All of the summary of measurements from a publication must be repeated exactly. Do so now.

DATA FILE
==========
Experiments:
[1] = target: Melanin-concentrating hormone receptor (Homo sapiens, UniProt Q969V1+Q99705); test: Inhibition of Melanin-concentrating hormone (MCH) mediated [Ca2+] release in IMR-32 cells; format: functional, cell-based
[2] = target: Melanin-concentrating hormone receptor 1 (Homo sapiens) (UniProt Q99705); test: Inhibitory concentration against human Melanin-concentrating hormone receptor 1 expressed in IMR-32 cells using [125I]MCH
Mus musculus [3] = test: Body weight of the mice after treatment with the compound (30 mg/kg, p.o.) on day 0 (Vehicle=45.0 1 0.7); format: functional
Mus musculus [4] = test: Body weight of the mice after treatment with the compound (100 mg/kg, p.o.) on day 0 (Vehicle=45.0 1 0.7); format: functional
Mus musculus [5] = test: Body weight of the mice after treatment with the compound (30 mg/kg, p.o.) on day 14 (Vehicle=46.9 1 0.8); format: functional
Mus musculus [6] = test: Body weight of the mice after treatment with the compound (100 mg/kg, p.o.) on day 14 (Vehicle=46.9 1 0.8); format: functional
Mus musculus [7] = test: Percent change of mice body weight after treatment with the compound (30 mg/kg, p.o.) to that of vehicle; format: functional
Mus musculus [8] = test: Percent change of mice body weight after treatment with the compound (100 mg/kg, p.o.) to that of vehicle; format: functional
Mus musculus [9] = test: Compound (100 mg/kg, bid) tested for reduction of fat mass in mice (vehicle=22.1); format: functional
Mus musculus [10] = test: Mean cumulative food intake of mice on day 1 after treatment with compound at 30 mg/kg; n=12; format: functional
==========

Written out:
Experiments:
[1] = target: Melanin-concentrating hormone receptor (Homo sapiens, UniProt Q969V1+Q99705); test: Inhibition of Melanin-concentrating hormone (MCH) mediated [Ca2+] release in IMR-32 cells; format: functional, cell-based
[2] = target: Melanin-concentrating hormone receptor 1 (Homo sapiens) (UniProt Q99705); test: Inhibitory concentration against human Melanin-concentrating hormone receptor 1 expressed in IMR-32 cells using [125I]MCH
Mus musculus [3] = test: Body weight of the mice after treatment with the compound (30 mg/kg, p.o.) on day 0 (Vehicle=45.0 1 0.7); format: functional
Mus musculus [4] = test: Body weight of the mice after treatment with the compound (100 mg/kg, p.o.) on day 0 (Vehicle=45.0 1 0.7); format: functional
Mus musculus [5] = test: Body weight of the mice after treatment with the compound (30 mg/kg, p.o.) on day 14 (Vehicle=46.9 1 0.8); format: functional
Mus musculus [6] = test: Body weight of the mice after treatment with the compound (100 mg/kg, p.o.) on day 14 (Vehicle=46.9 1 0.8); format: functional
Mus musculus [7] = test: Percent change of mice body weight after treatment with the compound (30 mg/kg, p.o.) to that of vehicle; format: functional
Mus musculus [8] = test: Percent change of mice body weight after treatment with the compound (100 mg/kg, p.o.) to that of vehicle; format: functional
Mus musculus [9] = test: Compound (100 mg/kg, bid) tested for reduction of fat mass in mice (vehicle=22.1); format: functional
Mus musculus [10] = test: Mean cumulative food intake of mice on day 1 after treatment with compound at 30 mg/kg; n=12; format: functional